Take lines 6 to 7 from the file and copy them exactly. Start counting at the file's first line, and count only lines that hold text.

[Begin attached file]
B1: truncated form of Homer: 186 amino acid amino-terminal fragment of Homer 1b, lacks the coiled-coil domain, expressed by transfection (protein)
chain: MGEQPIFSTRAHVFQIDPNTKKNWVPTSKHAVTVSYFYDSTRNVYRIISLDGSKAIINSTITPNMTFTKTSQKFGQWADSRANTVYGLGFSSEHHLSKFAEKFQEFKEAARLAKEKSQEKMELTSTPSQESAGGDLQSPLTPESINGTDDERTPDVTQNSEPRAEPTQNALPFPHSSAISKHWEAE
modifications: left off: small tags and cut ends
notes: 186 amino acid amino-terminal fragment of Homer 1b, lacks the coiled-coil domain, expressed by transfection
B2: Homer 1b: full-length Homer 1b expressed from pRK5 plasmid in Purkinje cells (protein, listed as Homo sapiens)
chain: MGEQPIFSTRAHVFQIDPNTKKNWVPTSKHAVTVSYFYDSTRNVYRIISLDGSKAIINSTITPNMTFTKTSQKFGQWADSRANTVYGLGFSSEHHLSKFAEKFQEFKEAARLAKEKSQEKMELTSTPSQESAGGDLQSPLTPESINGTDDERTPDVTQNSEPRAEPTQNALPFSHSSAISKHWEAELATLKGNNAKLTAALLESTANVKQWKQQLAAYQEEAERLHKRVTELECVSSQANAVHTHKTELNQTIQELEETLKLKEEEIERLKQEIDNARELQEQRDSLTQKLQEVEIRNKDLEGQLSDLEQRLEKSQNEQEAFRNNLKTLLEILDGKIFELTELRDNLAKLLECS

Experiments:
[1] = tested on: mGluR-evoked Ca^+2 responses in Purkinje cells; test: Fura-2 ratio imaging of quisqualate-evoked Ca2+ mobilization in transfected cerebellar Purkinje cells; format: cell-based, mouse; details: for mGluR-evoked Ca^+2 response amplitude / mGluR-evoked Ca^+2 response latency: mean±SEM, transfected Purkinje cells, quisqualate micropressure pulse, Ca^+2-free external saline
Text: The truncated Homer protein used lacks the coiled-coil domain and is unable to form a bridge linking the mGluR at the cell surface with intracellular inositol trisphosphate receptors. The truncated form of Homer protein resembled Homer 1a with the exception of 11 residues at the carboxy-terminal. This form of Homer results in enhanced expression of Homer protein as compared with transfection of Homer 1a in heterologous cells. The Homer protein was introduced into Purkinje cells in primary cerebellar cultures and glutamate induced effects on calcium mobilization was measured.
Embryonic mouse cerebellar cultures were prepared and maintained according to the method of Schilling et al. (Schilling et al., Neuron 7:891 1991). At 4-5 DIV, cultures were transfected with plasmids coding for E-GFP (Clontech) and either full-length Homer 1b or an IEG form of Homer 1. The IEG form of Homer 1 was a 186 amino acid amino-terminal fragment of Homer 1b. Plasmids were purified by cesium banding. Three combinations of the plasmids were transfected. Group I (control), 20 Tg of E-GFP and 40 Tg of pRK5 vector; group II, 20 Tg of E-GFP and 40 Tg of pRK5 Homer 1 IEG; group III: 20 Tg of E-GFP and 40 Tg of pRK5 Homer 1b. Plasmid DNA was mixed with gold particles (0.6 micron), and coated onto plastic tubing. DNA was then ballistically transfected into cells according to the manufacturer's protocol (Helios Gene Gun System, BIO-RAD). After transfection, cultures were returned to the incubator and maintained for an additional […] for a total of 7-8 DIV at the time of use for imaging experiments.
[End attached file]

chain: MGEQPIFSTRAHVFQIDPNTKKNWVPTSKHAVTVSYFYDSTRNVYRIISLDGSKAIINSTITPNMTFTKTSQKFGQWADSRANTVYGLGFSSEHHLSKFAEKFQEFKEAARLAKEKSQEKMELTSTPSQESAGGDLQSPLTPESINGTDDERTPDVTQNSEPRAEPTQNALPFSHSSAISKHWEAELATLKGNNAKLTAALLESTANVKQWKQQLAAYQEEAERLHKRVTELECVSSQANAVHTHKTELNQTIQELEETLKLKEEEIERLKQEIDNARELQEQRDSLTQKLQEVEIRNKDLEGQLSDLEQRLEKSQNEQEAFRNNLKTLLEILDGKIFELTELRDNLAKLLECS

Experiments: